Everything that Pharrell Williams does feels 3-D. From the funked-out spacey stomp of his uncanny production to N*E*R*D’s futuristic fusion of hip hop, pop and every other genre imaginable, Pharrell’s sound never fails to pop out at the listener (or viewer for that matter). Given his dimension-smashing swagger, the producer/rapper/sonic visionary created the perfect soundtrack for Universal’s hilarious 3D-animated romp Despicable Me—in theaters on July 9th and starring Steve Carell, Jason Segel and Russell Brand. Pharrell captures the main character Gru’s quirky grumpiness on the title track, while “Minion Mambo” and “Fun Fun Fun” are as much of a blast as the film is. These tracks will stay etched in your head just as much as “Everyone Nose” and “She Wants To Move” do. Pharrell sat down with ARTISTdirect.com editor and Dolor author Rick Florino for an exclusive interview about the Despicable Me soundtrack, N*E*R*D’s new epic Nothing and why Tom and Jerry is his favorite cartoon.
ArtistDirect: Is it more difficult composing songs for a film than one of your own records, since you have to sync it to a narrative?
Pharrell: Not really. Honestly, the music is dictated by what you’re seeing in the film. The movie tells you where to go and what to do. Despicable Me inspired the music moment-for-moment. Basically, what you watch is what’s in there. For Despicable Me, I knew I definitely wanted some Steely Dan-sounding moments in there so I shot for that a lot [Laughs].
Steely Dan – My Old School (1973)
AD: It’s like Steely Dan gone hip hop.
P: [Laughs] Yeah!
AD: Do you feel like you adopted different mindsets for “Fun Fun Fun” and “Despicable Me”? The tone’s quite unique for each.
P: The film really takes you to that zone. It’s impossible to not be there. The film just tells you. Working on the score actually helped me for my new N*E*R*D album, Nothing. It comes out September 7th. That really prompted me because of the learning experience I got working at Hans Zimmer’s compound. It was pretty amazing!
AD: How did working on the soundtrack inspire the N*E*R*D. material?
P: There were so many sounds and so many different directions. It was just really interesting.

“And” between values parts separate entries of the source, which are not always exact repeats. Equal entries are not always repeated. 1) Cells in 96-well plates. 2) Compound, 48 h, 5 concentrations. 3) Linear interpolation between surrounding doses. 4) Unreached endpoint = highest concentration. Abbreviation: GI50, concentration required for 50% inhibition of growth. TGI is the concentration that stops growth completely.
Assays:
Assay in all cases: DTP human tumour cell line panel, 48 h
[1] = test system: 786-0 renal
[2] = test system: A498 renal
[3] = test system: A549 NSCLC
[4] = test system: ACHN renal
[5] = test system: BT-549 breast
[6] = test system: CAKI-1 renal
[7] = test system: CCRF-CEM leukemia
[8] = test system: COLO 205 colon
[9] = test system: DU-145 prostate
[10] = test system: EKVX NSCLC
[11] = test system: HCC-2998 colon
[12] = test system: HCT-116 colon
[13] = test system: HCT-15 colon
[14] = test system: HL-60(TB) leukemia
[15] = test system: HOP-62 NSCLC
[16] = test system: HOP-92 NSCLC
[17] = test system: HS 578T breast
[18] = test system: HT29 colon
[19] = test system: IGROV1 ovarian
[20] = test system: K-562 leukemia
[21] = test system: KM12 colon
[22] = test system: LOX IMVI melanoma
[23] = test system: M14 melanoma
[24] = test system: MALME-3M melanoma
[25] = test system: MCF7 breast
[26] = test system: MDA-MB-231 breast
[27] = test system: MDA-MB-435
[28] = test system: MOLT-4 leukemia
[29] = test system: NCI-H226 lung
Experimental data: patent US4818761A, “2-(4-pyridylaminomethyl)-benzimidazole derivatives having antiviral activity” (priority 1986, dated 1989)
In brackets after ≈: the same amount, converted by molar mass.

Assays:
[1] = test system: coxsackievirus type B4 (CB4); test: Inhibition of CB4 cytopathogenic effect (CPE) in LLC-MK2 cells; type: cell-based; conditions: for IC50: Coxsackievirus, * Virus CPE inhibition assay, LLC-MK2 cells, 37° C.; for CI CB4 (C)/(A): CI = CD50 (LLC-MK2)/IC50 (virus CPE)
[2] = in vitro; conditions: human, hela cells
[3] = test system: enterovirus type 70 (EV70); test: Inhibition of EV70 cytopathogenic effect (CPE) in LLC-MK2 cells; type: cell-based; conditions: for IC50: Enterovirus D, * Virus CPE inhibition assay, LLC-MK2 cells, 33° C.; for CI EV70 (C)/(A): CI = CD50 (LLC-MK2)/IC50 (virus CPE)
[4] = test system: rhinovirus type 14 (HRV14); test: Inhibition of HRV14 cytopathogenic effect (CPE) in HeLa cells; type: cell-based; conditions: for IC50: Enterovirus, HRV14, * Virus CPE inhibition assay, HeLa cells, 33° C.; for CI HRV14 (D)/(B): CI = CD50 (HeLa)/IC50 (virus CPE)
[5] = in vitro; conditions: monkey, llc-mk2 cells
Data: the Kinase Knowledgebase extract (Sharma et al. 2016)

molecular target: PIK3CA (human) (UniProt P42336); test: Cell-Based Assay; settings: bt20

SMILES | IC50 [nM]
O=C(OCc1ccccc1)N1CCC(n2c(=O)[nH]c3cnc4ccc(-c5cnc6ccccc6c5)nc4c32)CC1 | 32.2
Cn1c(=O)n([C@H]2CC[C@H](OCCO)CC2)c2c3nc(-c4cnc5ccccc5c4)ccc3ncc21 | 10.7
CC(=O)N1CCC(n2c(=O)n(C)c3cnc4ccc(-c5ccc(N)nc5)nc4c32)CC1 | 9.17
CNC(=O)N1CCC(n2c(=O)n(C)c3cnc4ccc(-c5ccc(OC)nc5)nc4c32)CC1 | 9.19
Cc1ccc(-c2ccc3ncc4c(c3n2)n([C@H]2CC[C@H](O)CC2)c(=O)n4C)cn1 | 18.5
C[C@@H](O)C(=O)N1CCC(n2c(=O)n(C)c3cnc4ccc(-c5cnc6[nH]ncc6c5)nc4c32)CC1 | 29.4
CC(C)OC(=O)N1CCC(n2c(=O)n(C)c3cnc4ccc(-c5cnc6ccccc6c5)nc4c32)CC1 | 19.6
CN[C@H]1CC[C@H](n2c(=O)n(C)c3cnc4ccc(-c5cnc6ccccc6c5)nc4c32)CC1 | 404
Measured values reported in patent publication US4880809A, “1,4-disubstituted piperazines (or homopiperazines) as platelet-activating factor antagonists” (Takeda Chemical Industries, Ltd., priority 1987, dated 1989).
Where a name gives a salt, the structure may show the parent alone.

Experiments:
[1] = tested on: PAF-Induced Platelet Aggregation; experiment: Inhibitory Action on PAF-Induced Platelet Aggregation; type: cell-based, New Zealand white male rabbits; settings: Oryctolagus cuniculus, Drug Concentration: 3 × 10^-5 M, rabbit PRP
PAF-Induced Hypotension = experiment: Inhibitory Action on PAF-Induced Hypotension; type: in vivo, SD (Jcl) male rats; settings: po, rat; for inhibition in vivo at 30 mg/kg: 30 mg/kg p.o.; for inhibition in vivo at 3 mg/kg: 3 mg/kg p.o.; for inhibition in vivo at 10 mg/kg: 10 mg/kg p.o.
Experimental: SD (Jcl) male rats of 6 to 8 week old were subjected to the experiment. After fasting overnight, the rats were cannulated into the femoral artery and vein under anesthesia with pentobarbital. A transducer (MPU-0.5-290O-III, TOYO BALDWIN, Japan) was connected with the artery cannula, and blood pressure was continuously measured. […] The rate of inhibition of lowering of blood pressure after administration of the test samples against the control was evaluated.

AD: Was there a story behind the movie’s title track?
P: I was standing there with the C.E.O. of Illumination Entertainment Chris Meledandri, Kathy Nelson and my manager. Chris told me that he really needed something that summed up the picture and the character of Gru all at once. All of a sudden, I just started thinking about bad L.A. traffic [Laughs].
AD: What’s up with “The Minion Mambo”?
P: We wanted to make something that felt like what the minions would be doing. It’s a song that shows the element of mischief [Laughs]. When you’re watching the film, it’s incredible to hear the music against everything. It’s unreal!
AD: Are you going to play any of these songs live with N*E*R*D?
P: Maybe! They’d be so cool.
AD: Do you have a personal favorite from the Despicable Me soundtrack?
P: Right now, it’s probably “Fun Fun Fun.”
AD: Given your experience working on Despicable Me, if you were to compare N*E*R*D’s Nothing to a movie what would you compare it to?
P: I’d probably compare it to a Quentin Tarantino Soundtrack—probably Reservoir Dogs. You’ve just got to hear it, man. It’s in the spirit of the late ’60s, early ’70s. You know, revolution! It’s definitely the next step up from Seeing Sounds.
AD: Are you looking forward to Hard Fest this year?
P: It’s going to be cool! The festivals are where we really get to express ourselves and let it all hang out. We love doing festivals [Laughs].
AD: Would you ever want to get into directing?
P: No, I’m fine; I’m content with what I do. We have fun doing this.
AD: Do writing soundtrack songs and album cuts come from the same creative place for you?
P: It’s all the same thing. You’re basically expressing yourself and you’re trying to be the crayons for someone else’s coloring book.
AD: What’s your favorite cartoon?
P: Definitely, all of the Looney Tunes for sure and the old Tom & Jerry—the first 10-15 years of Tom & Jerry.